We were provided with lists of those currently under suspension, referred to the NCC or recently “auto-excluded”. Questions were raised about the excessive length of time for which some members had been suspended and about the large backlog of cases awaiting an NCC hearing (57 listed). Officers acknowledged that the current state of affairs was unacceptable and cited staff changes and the disruption caused the election as contributory factors in the continuing delays. We were assured that things would start to improve from hereon in, partly due to the introduction of a case management system that would allow cases to be tracked more thoroughly.

The Organisation Committee got through its business very quickly – ironically, with the exception of an item of “A.O.B” – partly because there was little on the agenda that was contentious. The meeting began with Jeremy Corbyn – attending his first meeting with NEC members since 8 June – making some brief comments about the general election campaign, in the course of which he reflected on the tremendous results achieved by Labour on polling day and thanked all those who had contributed to the party’s successes; he would say more at the full NEC meeting on 18 July.

It was reported that the party’s review of its policy of non-participation in elections in Northern Ireland, having already taken representations from a number of people and organisations, had been interrupted by the general election but was now re-commencing with the participation of the new Shadow Northern Ireland Secretary, Owen Smith.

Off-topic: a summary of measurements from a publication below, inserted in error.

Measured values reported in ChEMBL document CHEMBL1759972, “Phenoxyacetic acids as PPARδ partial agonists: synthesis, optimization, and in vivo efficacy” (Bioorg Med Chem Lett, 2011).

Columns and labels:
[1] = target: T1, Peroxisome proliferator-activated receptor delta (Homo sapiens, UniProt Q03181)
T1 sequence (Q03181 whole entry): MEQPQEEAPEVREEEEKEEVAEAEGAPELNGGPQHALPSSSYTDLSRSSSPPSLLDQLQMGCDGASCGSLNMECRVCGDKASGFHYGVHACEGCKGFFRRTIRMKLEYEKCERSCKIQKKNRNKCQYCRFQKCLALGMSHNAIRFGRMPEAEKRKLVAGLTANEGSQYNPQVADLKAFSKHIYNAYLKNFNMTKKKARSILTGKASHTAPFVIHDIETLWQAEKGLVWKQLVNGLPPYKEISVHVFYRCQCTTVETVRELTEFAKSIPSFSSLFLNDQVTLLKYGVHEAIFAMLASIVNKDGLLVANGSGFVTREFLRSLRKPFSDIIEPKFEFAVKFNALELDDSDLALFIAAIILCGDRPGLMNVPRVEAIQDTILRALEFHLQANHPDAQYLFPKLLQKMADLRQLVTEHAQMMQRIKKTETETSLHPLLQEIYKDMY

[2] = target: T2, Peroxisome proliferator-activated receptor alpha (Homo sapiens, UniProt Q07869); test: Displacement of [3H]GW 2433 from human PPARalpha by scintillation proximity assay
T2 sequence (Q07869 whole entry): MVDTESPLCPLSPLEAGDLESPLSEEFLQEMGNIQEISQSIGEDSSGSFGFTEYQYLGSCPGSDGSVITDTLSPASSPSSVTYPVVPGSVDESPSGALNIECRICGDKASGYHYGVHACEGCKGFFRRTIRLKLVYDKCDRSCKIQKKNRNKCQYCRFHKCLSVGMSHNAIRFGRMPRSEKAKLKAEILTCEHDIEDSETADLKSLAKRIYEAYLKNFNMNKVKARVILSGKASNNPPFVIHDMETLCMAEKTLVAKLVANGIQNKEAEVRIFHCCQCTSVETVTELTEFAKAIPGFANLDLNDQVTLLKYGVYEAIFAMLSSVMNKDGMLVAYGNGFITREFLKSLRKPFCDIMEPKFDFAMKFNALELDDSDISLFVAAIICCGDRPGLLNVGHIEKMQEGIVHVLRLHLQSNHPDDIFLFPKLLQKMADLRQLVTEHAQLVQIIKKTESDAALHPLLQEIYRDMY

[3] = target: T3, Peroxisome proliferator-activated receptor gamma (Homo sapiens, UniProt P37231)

A paper containing a draft rule change from the NEC, explicitly prohibiting discriminatory language and behaviour, was agreed for debate at conference. An earlier version of the text had been circulated previously but it was agreed to make a minor change following discussion by the Equalities Committee (of which I am not a member).

There was also a paper on CLPs in Special Measures – of which there are several, mostly in Birmingham – giving an update to the effect that Birmingham, Hall Green has now been removed from special measures and that the Legal and Governance Unit is working with Regional Directors to put in place measures to allow the same to happen in relation to the other CLPs involved. One of my fellow CLP reps then raised (not for the first time) the fact that the Birmingham Board (the city’s Local Campaign Forum) had set a qualifying date for participation in local council selections that disenfranchises the very large proportion of members who have joined since 15 July 2015. She proposed that this be brought forward to 1 January 2017 and this was agreed.